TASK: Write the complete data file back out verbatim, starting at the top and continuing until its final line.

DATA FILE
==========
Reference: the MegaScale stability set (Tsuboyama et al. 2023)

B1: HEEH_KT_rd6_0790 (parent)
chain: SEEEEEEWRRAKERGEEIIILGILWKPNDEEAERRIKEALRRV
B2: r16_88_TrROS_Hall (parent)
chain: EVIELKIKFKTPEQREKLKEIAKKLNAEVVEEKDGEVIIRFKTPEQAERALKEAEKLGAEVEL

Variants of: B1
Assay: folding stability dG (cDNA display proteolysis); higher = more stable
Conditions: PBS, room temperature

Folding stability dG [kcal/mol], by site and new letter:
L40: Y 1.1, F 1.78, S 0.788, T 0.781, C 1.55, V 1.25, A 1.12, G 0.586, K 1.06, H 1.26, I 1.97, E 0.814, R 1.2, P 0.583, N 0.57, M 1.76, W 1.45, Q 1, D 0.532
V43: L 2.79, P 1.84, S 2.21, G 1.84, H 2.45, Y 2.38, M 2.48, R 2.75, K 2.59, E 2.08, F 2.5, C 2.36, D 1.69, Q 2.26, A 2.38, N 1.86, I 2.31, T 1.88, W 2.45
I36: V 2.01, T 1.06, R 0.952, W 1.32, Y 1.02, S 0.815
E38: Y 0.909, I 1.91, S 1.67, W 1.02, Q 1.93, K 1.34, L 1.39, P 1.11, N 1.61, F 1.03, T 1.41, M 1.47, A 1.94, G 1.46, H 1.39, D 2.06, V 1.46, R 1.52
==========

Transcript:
Reference: the MegaScale stability set (Tsuboyama et al. 2023)

B1: HEEH_KT_rd6_0790 (parent)
chain: SEEEEEEWRRAKERGEEIIILGILWKPNDEEAERRIKEALRRV
B2: r16_88_TrROS_Hall (parent)
chain: EVIELKIKFKTPEQREKLKEIAKKLNAEVVEEKDGEVIIRFKTPEQAERALKEAEKLGAEVEL

Variants of: B1
Assay: folding stability dG (cDNA display proteolysis); higher = more stable
Conditions: PBS, room temperature

Folding stability dG [kcal/mol], by site and new letter:
L40: Y 1.1, F 1.78, S 0.788, T 0.781, C 1.55, V 1.25, A 1.12, G 0.586, K 1.06, H 1.26, I 1.97, E 0.814, R 1.2, P 0.583, N 0.57, M 1.76, W 1.45, Q 1, D 0.532
V43: L 2.79, P 1.84, S 2.21, G 1.84, H 2.45, Y 2.38, M 2.48, R 2.75, K 2.59, E 2.08, F 2.5, C 2.36, D 1.69, Q 2.26, A 2.38, N 1.86, I 2.31, T 1.88, W 2.45
I36: V 2.01, T 1.06, R 0.952, W 1.32, Y 1.02, S 0.815
E38: Y 0.909, I 1.91, S 1.67, W 1.02, Q 1.93, K 1.34, L 1.39, P 1.11, N 1.61, F 1.03, T 1.41, M 1.47, A 1.94, G 1.46, H 1.39, D 2.06, V 1.46, R 1.52